Ferguson, Curbishley, or Allardyce?

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Martin O’Neill was lavishing praise on Sir Alex Ferguson today, possibly as a pre-game excuse for Villa’s inevitable 3-0 beating at the hands of Manchester United but more likely because he’s understandably wowed by arguably the Premiership’s Greatest Manager.

“I think Sir Alex is the greatest manager of the modern day,” said O’Neill. “I worked with arguably the best manager ever, certainly the most charismatic, in Brian Clough.

“He’s been absolutely fantastic. His enthusiasm, his determination, all those things that keep it going week after week, month after month, year after year, with players changing and new teams coming up.

“He’s had some very difficult moments, life wasn’t that easy early on and there was a stage where his days were numbered at Old Trafford.

“He had the ability to fight all of that and come back to prove what a fantastic manager he is. The rest of us aspire to what he has achieved – and most of us wouldn’t get within 6,000 years of him.”

If your sole measure for a great manager is winning, then it’s hard to argue against Ferguson’s two trophy-laden decades (sorry, Wenger). But if you’re being a little more fuzzy with your definition of success then it seems unfair not to rope in those who have achieved so much at “smaller” clubs with a lot less money and resources.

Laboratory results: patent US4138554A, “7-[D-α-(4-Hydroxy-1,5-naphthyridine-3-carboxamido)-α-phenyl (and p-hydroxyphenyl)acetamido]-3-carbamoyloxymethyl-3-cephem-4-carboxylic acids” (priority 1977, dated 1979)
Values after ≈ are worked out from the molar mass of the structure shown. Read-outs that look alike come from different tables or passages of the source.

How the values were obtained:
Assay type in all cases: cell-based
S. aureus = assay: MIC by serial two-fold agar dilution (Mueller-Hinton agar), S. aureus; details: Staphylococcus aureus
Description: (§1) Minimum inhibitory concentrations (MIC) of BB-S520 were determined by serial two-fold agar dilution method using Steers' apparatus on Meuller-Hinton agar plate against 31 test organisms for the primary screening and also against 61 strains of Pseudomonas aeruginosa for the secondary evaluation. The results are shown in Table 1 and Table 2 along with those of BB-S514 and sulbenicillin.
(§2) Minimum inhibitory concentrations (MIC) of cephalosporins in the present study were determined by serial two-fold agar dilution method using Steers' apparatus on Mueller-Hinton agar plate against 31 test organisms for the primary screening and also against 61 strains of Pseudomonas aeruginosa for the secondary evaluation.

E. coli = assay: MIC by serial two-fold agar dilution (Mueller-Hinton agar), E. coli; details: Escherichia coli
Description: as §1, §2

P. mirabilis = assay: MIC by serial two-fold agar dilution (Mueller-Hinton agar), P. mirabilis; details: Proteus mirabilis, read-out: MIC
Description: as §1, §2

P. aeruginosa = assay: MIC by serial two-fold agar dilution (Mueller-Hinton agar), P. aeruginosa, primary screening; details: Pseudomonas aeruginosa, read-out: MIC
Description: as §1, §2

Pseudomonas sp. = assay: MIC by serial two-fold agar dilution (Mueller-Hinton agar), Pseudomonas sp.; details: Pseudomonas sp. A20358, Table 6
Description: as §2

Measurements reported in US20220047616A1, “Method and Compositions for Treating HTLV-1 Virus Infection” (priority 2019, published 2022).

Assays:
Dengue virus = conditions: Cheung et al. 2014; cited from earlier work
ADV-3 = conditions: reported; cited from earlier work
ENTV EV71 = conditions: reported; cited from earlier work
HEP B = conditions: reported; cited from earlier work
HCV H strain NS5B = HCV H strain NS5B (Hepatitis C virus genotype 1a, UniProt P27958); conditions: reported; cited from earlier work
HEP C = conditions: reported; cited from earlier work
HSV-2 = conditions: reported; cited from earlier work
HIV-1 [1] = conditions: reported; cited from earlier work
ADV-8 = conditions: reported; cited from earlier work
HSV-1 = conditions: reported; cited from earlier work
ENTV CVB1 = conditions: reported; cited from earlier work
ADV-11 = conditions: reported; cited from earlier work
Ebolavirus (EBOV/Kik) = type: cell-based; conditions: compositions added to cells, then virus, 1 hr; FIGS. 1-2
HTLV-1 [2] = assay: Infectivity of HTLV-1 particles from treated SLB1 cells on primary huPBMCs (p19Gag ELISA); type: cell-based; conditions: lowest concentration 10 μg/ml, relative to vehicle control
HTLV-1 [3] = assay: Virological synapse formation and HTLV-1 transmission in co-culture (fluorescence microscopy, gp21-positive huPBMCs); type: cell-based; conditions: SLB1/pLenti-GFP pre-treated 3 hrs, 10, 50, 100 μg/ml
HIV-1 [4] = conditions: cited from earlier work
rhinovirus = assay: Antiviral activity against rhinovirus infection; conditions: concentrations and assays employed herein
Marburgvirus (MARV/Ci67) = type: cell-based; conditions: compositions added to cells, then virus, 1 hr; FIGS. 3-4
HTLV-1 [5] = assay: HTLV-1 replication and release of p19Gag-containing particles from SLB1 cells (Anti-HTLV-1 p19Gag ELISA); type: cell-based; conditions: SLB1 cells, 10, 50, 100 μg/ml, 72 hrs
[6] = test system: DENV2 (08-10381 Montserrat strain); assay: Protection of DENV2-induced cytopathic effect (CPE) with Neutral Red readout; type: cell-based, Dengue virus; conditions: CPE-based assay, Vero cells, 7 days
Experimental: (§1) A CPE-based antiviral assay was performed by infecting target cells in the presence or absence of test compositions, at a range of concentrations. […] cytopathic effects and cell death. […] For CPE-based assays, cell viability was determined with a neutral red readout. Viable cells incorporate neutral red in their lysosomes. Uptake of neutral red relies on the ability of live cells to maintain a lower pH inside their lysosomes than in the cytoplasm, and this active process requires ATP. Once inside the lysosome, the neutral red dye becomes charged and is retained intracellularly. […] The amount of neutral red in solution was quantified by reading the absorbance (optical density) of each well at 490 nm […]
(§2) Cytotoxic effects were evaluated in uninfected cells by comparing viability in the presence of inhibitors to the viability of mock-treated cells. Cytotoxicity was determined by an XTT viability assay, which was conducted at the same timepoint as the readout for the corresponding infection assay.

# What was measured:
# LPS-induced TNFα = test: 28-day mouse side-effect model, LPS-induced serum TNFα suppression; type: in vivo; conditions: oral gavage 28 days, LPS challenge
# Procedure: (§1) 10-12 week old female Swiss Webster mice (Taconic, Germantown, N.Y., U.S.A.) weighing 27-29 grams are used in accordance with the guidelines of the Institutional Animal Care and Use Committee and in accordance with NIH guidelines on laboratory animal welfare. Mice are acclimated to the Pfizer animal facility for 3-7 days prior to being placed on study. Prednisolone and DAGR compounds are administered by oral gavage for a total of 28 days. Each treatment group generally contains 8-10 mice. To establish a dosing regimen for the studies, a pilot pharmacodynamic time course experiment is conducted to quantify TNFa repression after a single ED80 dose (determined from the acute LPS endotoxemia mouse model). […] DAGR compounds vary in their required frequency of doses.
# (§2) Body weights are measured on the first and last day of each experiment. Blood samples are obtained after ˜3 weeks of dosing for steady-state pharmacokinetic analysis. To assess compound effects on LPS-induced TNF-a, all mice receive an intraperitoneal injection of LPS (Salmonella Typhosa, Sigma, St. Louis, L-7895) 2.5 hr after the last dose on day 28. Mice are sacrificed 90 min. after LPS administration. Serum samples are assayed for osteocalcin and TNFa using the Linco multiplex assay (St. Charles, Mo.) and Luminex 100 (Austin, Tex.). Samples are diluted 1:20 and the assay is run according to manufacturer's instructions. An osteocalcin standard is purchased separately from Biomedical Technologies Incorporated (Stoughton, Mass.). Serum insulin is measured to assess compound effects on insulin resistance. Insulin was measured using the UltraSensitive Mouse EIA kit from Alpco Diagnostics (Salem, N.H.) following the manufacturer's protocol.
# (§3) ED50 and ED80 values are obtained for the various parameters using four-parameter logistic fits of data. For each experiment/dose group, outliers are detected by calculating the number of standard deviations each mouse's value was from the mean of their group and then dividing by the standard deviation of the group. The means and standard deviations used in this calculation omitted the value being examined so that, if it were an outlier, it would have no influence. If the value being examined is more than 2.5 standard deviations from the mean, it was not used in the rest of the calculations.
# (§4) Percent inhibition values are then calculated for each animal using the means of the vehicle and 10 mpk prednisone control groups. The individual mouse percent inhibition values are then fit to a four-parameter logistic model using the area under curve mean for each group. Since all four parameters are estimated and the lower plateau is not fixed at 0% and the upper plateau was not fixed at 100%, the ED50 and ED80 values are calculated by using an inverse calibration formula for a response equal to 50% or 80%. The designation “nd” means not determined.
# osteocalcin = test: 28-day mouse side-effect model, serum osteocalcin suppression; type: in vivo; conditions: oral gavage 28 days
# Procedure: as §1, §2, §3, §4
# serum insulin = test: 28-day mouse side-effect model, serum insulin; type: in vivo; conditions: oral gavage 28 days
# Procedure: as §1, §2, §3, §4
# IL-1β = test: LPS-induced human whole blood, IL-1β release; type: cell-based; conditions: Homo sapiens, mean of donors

Alan Curbishley didn’t get a trophy for keeping Charlton in the top flight, and even having the temerity to flirt with Europe. Everything that’s happened since Curbs bolted The Valley confirms him as a miracle worker. He doesn’t get a giant replica of Gary Lineker’s head for establishing a Championship club in Premiership mid-table, and the opportunity at budget at West Ham should give him the platform to prove himself at the highest level.

Sam Allardyce’s achievements with Bolton are arguably better still. Sans the style and commercial-ready looks, Allardyce was Mourinho before Mourinho arrived. Introducing state of the art training and fitness regimes at Bolton, he carefully dissected the way modern football was played in the Premiership and designed a tactical system that rips it apart at the seams. Rival managers and supporters criticise it because they can’t stop it.

So while Alex Ferguson deserves all the plaudits he gets, this Christmas spare a thought for those who have literally taken their clubs as far as they can go.